Bringing circular economies to the built environment: Impacts on UK industry
Following our breakdown of World GBC’s launch of the ‘Circular Built Environment Playbook’, we saw predictions and guidance for global industry changes. But what are the next steps for the UK? Our energy team looks at the UK’s role in the call for an industry-wide overhaul.
UK Built Environment
New reports from Green Alliance suggest in the UK, the construction sector uses more raw materials than any other, producing the most waste and accounting for a quarter of the country’s total carbon emissions. UKGBC calls the adoption of circularity “essential” for built environment to meet the UK’s Net Zero goal of 2025.
Cristina Gamboa, World GBC’s chief executive, said: “It is clear that if we want to secure a future for our planet and people, then we cannot keep going on this path of consumption and waste. That’s why our network is taking action to increase awareness and accessibility of circular economy solutions, by guiding all stakeholders towards sustainable, circular decision-making.”
Collaboration & Engagement
As with any industry developments, knowledge is power, and in the case of circular economies, we are entering new territories. Developing their web-based actor and resource map, UKGBC enables a network to share initiatives, innovations and resources to aid the journey to circularity. This is a critical toolkit as it can offer answers to the timeless question ‘where do we start’, allowing swift progression for UK industry.
Stepping away from linear economies, early collaboration and engagement is an important first step, bringing together all parties from extraction, through to assembly and disposal to simultaneously create a closed-loop economy which can re-use, re-manufacture, re-cycle.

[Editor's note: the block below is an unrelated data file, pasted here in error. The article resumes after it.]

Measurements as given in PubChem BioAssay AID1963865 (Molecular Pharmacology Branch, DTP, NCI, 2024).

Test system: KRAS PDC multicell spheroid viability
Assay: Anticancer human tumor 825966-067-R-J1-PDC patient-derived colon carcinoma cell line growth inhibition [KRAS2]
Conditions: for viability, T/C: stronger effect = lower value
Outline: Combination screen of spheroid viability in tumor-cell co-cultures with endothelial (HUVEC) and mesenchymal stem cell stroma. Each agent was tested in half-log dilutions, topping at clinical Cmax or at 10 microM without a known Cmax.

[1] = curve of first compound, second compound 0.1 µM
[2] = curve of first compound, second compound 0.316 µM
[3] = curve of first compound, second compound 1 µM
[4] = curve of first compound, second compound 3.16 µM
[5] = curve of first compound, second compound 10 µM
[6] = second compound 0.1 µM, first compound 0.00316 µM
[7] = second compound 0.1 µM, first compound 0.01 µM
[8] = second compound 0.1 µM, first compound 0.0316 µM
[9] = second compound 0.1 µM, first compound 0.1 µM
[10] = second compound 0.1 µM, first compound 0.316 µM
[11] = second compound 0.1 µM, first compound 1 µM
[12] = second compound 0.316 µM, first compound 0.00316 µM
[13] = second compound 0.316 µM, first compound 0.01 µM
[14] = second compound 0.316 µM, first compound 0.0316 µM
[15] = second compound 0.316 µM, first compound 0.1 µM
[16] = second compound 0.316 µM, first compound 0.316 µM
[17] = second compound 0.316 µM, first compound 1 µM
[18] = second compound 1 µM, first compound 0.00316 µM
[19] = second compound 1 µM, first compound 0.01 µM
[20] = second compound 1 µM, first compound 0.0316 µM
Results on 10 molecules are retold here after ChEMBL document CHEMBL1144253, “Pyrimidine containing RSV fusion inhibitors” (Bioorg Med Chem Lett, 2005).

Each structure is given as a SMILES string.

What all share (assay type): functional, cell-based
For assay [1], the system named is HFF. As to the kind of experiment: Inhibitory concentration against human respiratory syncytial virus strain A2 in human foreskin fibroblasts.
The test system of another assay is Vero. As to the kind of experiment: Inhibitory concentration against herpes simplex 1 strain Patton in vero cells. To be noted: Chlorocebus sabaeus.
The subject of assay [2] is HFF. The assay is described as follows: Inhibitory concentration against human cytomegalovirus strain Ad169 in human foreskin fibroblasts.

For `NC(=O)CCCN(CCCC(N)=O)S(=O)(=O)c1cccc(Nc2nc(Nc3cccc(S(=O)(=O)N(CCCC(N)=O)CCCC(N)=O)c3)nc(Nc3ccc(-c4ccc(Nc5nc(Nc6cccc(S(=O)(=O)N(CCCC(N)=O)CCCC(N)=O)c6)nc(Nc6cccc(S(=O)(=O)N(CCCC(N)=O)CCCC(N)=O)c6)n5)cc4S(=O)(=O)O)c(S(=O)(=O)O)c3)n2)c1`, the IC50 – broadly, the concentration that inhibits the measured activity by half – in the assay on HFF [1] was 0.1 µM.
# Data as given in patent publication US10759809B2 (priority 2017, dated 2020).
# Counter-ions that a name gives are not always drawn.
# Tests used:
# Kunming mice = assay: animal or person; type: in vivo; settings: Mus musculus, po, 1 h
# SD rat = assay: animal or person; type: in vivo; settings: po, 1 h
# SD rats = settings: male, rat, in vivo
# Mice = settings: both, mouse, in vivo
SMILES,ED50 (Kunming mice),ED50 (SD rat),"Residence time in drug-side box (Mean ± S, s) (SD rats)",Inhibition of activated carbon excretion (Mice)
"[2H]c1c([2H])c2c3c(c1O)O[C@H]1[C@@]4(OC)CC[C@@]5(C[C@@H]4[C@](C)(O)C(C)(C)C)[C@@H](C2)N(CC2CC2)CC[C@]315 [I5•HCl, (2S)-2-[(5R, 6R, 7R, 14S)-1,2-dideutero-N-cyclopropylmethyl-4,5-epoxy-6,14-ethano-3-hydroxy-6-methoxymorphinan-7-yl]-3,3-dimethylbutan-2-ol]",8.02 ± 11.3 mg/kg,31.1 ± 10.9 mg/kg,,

So, what are the next steps for the UK? Utilising collaboration platforms is key to driving businesses toward circularity. However, there is a need for mass organisation and drive.
Green Alliance conclude their 2023 report with calls for the government to set “bold sector specific resource reduction target and outline how to achieve them”. Analysis indicates our current technologies, if utilised, have the potential to reduce raw material use by 35%. With the help of government support, and an overarching achievable target, the built environment could turn steps into strides toward a circular economy.
On the future of UK built environment, Yetunde Abdul, Head of Climate Action at UKGBC said:
“Industry can either keep trying to tweak business-as-usual and make minor improvements to a failing system, or we can make fundamental, systems level changes and create a resilient, collaborative, and thriving construction sector fit for the future. UKGBC’s new guidance aims to catalyse this change through confronting some of the key barriers that exist in today’s market and signpost industry and government to the practical steps they can take to support a circular economy.”
With more attention falling onto the need to implement circular economies, this is a space to watch. Here at Content Coms, our ESG & Sustainability Comms team has been reporting on the World GBC’s Circular Environment Playbook and will bring you the latest industry insight. Stay tuned.